What trends do you love?  Email us and let us know.

Come Out Of Hiding in 2012!


As business owners and employee, we try to do a little of everything as best we can.  It is hard enough to run a business or be a good employee and get the substantive work done. Then there is the other type of work that has to do with networking and showing up and representing.  This is where it gets harder and harder and harder, especially if you are fixated on the substantive work.

I often get feedback from clients and those in my networking/personal branding classes that they feel it is good enough to show up at a networking event.   Why do they have to be happy about being there or resolve to do things differently while at the event.  Or worse, there are those folks that have the following excuse about why they don’t show up in public and sell their personal brand- they often say that their work speaks for itself as a first impression and so no one needs to meet them or see them.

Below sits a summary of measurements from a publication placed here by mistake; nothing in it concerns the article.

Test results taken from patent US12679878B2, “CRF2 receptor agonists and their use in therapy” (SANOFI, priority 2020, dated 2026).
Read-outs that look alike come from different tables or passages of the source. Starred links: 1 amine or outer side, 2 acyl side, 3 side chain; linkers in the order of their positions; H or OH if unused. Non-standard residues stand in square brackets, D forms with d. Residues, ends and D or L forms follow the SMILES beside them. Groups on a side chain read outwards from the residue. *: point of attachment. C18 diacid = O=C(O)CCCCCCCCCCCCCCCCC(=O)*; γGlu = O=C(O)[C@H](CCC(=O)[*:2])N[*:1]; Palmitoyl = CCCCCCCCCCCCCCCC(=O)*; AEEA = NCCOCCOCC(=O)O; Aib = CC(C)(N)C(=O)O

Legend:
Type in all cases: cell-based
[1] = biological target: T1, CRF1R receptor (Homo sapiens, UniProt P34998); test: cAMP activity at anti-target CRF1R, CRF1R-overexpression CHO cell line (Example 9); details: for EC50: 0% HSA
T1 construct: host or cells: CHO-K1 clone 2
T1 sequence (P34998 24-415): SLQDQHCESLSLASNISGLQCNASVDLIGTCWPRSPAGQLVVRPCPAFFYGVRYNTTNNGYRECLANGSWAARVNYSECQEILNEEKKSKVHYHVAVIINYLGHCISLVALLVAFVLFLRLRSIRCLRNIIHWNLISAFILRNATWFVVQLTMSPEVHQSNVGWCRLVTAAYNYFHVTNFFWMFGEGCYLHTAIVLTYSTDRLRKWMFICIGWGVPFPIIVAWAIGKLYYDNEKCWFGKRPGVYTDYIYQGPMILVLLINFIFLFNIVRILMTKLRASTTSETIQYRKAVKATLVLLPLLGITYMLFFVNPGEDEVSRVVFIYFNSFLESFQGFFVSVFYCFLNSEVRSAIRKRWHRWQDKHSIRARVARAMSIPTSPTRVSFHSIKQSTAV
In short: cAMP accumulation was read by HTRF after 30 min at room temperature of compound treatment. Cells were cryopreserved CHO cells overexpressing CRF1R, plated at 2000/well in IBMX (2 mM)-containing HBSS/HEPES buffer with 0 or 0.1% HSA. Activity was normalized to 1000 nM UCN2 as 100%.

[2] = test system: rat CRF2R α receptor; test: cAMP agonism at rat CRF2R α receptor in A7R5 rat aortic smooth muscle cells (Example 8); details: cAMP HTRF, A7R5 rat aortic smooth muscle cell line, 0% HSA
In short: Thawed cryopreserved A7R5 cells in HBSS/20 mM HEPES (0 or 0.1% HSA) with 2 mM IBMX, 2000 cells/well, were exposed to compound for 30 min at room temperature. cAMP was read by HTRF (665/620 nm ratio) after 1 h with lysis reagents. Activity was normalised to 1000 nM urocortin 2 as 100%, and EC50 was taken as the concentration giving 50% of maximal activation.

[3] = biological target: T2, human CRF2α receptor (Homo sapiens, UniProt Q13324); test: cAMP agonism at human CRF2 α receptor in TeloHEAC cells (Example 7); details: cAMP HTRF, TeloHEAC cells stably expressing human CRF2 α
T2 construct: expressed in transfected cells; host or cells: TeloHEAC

So my questions for you are:

Do you feel your work speaks for itself and sets a great first impression so you don’t have to show up in life?  If you do show up at events, do you believe it is good enough that you are there and so you don’t put forth much effort?

If you answered “yes” to either question (be honest with yourself!), then you are missing out on developing an effective personal brand and missing out on life!

Folks, it is not good enough for you to assume your work speaks for itself.  While you may produce superb work product and that is very important, you need to make sure we see there is a dynamic human being standing behind the work product.  At some point, everyone produces work that is on par with one another. How do you stand out from the other  “good work producers”?  It is only from actually knowing you and your quirks and personality (ie, your personal brand) that anyone will remember you…and your work product.

Guess what? The only way to get to know you and your quirks and your personality is to get out in public and do it with a passion and purpose. So it is not good enough to just go to networking events- I need you to want to go to networking events and want to meet people and genuinely be interested in meeting people and sharing yourself, both personally and professionally, with people.

So be high-impact and genuine:  don’t hide behind your work product, show up. Don’t just show up.  Show up and be genuine in your interest in being there and connecting with others. It’s a fabulous personal brand builder.  I promise.